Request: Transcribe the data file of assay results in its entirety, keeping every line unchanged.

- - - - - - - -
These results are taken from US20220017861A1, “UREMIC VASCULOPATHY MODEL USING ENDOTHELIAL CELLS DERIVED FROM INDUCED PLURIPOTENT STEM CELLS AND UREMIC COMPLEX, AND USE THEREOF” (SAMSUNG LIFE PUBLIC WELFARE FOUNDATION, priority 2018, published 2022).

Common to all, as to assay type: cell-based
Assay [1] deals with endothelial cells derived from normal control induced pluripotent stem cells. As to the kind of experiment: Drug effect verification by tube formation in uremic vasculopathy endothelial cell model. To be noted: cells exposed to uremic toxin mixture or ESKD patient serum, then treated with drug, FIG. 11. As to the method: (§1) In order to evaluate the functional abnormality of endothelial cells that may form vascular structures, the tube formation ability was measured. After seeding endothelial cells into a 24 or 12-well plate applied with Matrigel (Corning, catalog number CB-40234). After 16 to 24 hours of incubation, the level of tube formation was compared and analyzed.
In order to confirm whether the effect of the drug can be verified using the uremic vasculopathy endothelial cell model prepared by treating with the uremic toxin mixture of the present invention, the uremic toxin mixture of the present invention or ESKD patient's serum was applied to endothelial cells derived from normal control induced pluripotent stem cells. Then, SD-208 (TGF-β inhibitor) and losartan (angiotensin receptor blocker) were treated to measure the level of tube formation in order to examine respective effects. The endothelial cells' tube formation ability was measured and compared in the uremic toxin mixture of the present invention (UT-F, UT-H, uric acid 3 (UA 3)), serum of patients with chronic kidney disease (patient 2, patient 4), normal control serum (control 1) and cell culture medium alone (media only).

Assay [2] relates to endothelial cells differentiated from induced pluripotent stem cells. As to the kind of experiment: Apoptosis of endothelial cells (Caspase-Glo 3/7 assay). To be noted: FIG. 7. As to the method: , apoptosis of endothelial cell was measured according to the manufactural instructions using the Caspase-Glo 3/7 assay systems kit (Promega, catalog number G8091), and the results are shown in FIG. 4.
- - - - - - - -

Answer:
These results are taken from US20220017861A1, “UREMIC VASCULOPATHY MODEL USING ENDOTHELIAL CELLS DERIVED FROM INDUCED PLURIPOTENT STEM CELLS AND UREMIC COMPLEX, AND USE THEREOF” (SAMSUNG LIFE PUBLIC WELFARE FOUNDATION, priority 2018, published 2022).

Common to all, as to assay type: cell-based
Assay [1] deals with endothelial cells derived from normal control induced pluripotent stem cells. As to the kind of experiment: Drug effect verification by tube formation in uremic vasculopathy endothelial cell model. To be noted: cells exposed to uremic toxin mixture or ESKD patient serum, then treated with drug, FIG. 11. As to the method: (§1) In order to evaluate the functional abnormality of endothelial cells that may form vascular structures, the tube formation ability was measured. After seeding endothelial cells into a 24 or 12-well plate applied with Matrigel (Corning, catalog number CB-40234). After 16 to 24 hours of incubation, the level of tube formation was compared and analyzed.
In order to confirm whether the effect of the drug can be verified using the uremic vasculopathy endothelial cell model prepared by treating with the uremic toxin mixture of the present invention, the uremic toxin mixture of the present invention or ESKD patient's serum was applied to endothelial cells derived from normal control induced pluripotent stem cells. Then, SD-208 (TGF-β inhibitor) and losartan (angiotensin receptor blocker) were treated to measure the level of tube formation in order to examine respective effects. The endothelial cells' tube formation ability was measured and compared in the uremic toxin mixture of the present invention (UT-F, UT-H, uric acid 3 (UA 3)), serum of patients with chronic kidney disease (patient 2, patient 4), normal control serum (control 1) and cell culture medium alone (media only).

Assay [2] relates to endothelial cells differentiated from induced pluripotent stem cells. As to the kind of experiment: Apoptosis of endothelial cells (Caspase-Glo 3/7 assay). To be noted: FIG. 7. As to the method: , apoptosis of endothelial cell was measured according to the manufactural instructions using the Caspase-Glo 3/7 assay systems kit (Promega, catalog number G8091), and the results are shown in FIG. 4.